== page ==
- Sherrard CUSD 200
- Supt. Journal
If You Were a WeekendPosted by Alan Boucher on 8/31/2021
A few months ago, I was watching an old movie from the early part of the 20th century and heard one of the characters deride another character by saying, “If you were a weekend, there would be no parties.” Evidently, the person she was talking to was boring and dull. I chuckled when I heard it and it has stuck with me. The challenges of the past couple years tend to make me boring and dull too.
Several years ago, our maintenance guys planted some rose bushes in front of the unit office. For the first time last week, I plucked one of the roses from a vine and smelled its divine fragrance. It was a simple act, but amazingly satisfying. The fragrance has been available to me for several years, but I never took advantage of the opportunity. It is that way with all of life. There are plenty of beautiful experiences to enjoy, plenty of impressive accomplishments to celebrate, and plenty of wonderful things to appreciate. All we have to do is slow down and take the time to, well, smell the roses!
People DoPosted by Alan Boucher on 7/29/2021
I heard something profound while listening to a radio interview recently. The person being interviewed said that tools are important when building a house, but the tools don’t build a house, people do. That simple statement really struck me. I immediately applied the idea to education.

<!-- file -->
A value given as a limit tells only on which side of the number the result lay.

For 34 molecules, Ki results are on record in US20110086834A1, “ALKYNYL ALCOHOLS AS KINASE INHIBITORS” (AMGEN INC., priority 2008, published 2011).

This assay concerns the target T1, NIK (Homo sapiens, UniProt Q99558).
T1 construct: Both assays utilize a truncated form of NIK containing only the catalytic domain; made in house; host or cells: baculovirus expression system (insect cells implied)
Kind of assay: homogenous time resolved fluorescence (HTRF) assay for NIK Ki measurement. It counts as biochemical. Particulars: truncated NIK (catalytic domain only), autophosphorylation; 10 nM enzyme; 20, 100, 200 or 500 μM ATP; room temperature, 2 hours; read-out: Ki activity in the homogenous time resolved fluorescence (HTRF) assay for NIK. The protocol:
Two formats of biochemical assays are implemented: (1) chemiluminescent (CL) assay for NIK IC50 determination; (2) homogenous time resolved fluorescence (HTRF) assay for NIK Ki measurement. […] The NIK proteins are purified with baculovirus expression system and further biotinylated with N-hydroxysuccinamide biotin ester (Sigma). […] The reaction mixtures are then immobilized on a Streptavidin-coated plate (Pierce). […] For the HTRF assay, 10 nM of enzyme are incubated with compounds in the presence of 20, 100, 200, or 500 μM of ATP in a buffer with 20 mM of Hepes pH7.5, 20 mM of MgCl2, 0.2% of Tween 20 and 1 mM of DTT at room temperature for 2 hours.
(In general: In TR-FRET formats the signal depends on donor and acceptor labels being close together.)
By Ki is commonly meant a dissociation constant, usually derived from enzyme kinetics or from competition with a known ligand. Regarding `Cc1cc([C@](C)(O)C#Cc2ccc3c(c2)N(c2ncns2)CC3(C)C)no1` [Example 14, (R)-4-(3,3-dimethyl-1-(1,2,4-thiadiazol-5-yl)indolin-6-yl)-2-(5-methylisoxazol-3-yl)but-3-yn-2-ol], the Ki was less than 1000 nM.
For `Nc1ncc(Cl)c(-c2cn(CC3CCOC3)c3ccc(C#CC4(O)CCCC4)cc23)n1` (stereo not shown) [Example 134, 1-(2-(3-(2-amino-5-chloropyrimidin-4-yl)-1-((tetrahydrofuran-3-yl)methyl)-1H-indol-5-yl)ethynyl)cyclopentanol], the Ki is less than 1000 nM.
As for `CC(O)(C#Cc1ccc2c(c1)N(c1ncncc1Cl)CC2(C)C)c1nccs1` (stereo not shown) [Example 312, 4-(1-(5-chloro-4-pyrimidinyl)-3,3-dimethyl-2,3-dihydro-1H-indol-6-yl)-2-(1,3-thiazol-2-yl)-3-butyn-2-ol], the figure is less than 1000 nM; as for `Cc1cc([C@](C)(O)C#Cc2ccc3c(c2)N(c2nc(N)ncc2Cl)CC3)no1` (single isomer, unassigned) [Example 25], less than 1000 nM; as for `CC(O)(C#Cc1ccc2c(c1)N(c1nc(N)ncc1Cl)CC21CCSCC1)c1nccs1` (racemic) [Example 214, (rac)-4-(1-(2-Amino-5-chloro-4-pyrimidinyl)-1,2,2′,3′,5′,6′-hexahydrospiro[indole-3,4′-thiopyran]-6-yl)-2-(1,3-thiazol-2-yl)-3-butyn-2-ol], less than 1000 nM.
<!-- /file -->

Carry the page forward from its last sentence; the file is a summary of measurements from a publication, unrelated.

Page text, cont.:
It is important to have great facilities, programs, and well-developed curriculum, but those things do not educate our students, people do. We need smart, well-trained, and dedicated employees who work together to make sure every child gets a great education. The job becomes much easier when we have great facilities, successful programs, and well-developed curriculum, but at the core, we must have a great staff.
This is my 15th year working in the Sherrard School District (1998-2006 & 2015-present) and I have discovered over and over again that we have a great staff. All the pandemic challenges of the last school year demonstrated it. The Illinois State Board of Education acknowledged it by giving 4 of our 5 schools the highest rating of “exemplary.” Only 6 of the other 52 schools in the Quad Cities Area (Illinois side) received the highest rating. This great staff will be returning again this year and, despite the challenges that are sure to come, it will continue to demonstrate greatness.
Vaccination is a key component for the lifting of restrictionsPosted by Alan Boucher on 6/14/2021
Happily, the number of positive Covid cases continues to decrease. Last November, there were more than 15,000 new cases reported each day. Now, the daily infection rate is in the range of 300-400. Researchers estimate that herd immunity could happen when 70% of the population has had the virus or has become fully vaccinated.
Districts continue to wait for final guidance about how the upcoming school year will look. We will develop plans for the fall as new information becomes available. Here are a few examples of things that will most likely be realities this fall.
- Since entering Phase 5 of the Governor’s Covid plan, there are no attendance restrictions for athletics or extra-curricular activities.